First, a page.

Iran is ramping up its military capabilities by boosting the range of its powerful coast-to-sea missiles, just days after unveiling two new weapon systems, one of which is capable of carrying warheads weighing almost two tons, in a clear show of defiance in the face of US sanctions.
“We did not have coast-to-sea missiles before the Islamic Revolution in Iran but today the range of our missiles has increased to 300km and it will increase in the near future” – Rear Admiral Mahmoud Moussavi
Rear Admiral Mahmoud Moussavi, the Islamic Republic’s Deputy Commander for Operations said the various missile systems were aimed at bolstering the country’s deterrence. Mr Moussavi struck a bullish tone as he described lauded the deployment of the Iranian Naval forces in the Persian Gulf, the Caspian Sea and in international waters, according to the state-run Fars News Agency. Speaking in Tehran yesterday, he said: “We did not have coast-to-sea missiles before the Islamic Revolution in Iran but today the range of our missiles has increased to 300km and it will increase in the near future.”
On Saturday, Iran revealed its newly developed long-range cruise missile, named Hoveizeh, with Defence Minister Brigadier General Amir Hatami saying: “The range of Hoveizeh missile is over 1,350km and it is good for targeting ground targets.”
Mr Hatami said Hoveizeh was a “highly destructive” rapid reaction missile capable of flying at low altitudes.
He added: “Hoveizeh ground-to-ground cruise missile has been test-fired in a 1,200-km range and it managed to precisely hit the specified target.”
On Sunday, Iran unveiled a new generation of missiles with guided warheads named Khorramshahr 2, which can be controlled until hitting the target, and which can carry warheads weighing nearly two tons.
The warheads had previously been mounted on Iran’s home-made Emad missiles and Qadr and Qiam ballistic missiles.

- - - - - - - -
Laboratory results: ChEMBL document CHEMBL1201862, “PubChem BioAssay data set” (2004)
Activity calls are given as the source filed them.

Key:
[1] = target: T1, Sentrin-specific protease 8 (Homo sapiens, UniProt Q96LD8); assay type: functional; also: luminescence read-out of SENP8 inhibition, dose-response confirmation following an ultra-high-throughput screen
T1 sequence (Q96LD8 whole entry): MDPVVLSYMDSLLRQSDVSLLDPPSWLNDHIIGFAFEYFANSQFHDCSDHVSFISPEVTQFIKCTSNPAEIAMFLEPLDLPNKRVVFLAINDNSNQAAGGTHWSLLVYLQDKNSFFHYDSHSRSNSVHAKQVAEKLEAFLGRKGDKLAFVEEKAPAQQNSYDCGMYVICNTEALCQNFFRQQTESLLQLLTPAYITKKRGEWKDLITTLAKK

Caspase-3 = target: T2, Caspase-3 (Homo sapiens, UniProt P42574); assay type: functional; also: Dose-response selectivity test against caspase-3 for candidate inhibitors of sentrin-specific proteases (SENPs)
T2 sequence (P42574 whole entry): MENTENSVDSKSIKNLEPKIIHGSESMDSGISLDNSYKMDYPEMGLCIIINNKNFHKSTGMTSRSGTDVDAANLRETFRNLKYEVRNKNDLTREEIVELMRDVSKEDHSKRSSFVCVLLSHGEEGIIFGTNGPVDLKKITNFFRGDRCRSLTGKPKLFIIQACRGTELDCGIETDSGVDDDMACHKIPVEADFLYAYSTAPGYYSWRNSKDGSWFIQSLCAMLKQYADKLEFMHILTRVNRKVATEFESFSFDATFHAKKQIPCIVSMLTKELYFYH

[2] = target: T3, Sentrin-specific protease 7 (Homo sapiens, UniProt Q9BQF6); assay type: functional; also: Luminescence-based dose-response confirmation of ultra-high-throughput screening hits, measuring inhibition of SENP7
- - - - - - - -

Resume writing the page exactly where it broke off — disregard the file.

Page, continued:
Khorramshahr is a ballistic missile with a range of just over 1200 miles (2,000 km) which can carry multiple warheads.
Tensions between Iran on the one hand, and the United States and Israel on the other, have been steadily rising in recent months, especially after a presentation by Israeli Prime Minister Benjamin Netanyahu in which he accused Tehran of a clandestine operation to develop nuclear weapons.
Mr Netanyahu’s claims were swiftly followed by confirmation by US President Donald Trump that he was pulling out of the Joint Comprehensive Plan of Action (JCPOA) agreement aimed at preventing them doing so, citing alleged breaches.
Speaking last month, Ali Shamkhani, the secretary of Iran’s Supreme National Security Council (SNSC), said: “We have earlier said about the missile issue that we will not compromise at all about our country’s defence issues and will not allow others to interfere in it.”
He added: “We will not compromise our honour under Trump’s bullying.
“This is the clear message of the Iranian government to the White House: sanctions will no way serve as an instrument to enforce renegotiations on issues already agreed upon.”
Amirali Hajizadeh, aerospace division head of Iran’s Islamic Revolutionary Guards, said in December his country held up to 50 missile tests a year, including an unspecified ballistic missile test earlier in the month, despite condemnation from the US.
He said: “We will continue our missile tests and this recent action was an important test.
“The reaction of the Americans shows that this test was very important for them and that’s why they were shouting.”
Foreign Minister Mohammad Javad Zarif insisted there were no legal restrictions preventing Iran testing such weapons.
He said: “The issue of missiles has never been subject to negotiations and nothing has been approved or ratified about its prohibition for the Islamic Republic of Iran in UN resolution 2231.
“Our defence doctrine is basically founded upon deterrence.”
Source » express